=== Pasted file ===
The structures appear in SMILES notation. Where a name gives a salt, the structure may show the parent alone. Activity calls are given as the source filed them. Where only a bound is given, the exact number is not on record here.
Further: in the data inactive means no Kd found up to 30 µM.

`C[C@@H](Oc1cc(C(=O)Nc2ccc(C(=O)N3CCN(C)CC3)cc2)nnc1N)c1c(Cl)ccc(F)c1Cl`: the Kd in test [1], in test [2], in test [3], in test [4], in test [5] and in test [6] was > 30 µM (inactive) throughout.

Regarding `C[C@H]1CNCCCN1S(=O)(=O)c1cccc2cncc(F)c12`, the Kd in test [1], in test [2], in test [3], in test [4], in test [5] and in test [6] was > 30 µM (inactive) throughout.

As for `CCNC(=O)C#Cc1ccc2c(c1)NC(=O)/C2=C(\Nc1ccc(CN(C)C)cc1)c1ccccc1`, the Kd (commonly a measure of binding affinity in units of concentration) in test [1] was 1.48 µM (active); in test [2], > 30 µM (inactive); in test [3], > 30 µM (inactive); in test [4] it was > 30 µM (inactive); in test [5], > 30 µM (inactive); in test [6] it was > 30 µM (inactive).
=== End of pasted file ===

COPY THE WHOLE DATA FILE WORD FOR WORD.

The structures appear in SMILES notation. Where a name gives a salt, the structure may show the parent alone. Activity calls are given as the source filed them. Where only a bound is given, the exact number is not on record here.
Further: in the data inactive means no Kd found up to 30 µM.

`C[C@@H](Oc1cc(C(=O)Nc2ccc(C(=O)N3CCN(C)CC3)cc2)nnc1N)c1c(Cl)ccc(F)c1Cl`: the Kd in test [1], in test [2], in test [3], in test [4], in test [5] and in test [6] was > 30 µM (inactive) throughout.

Regarding `C[C@H]1CNCCCN1S(=O)(=O)c1cccc2cncc(F)c12`, the Kd in test [1], in test [2], in test [3], in test [4], in test [5] and in test [6] was > 30 µM (inactive) throughout.

As for `CCNC(=O)C#Cc1ccc2c(c1)NC(=O)/C2=C(\Nc1ccc(CN(C)C)cc1)c1ccccc1`, the Kd (commonly a measure of binding affinity in units of concentration) in test [1] was 1.48 µM (active); in test [2], > 30 µM (inactive); in test [3], > 30 µM (inactive); in test [4] it was > 30 µM (inactive); in test [5], > 30 µM (inactive); in test [6] it was > 30 µM (inactive).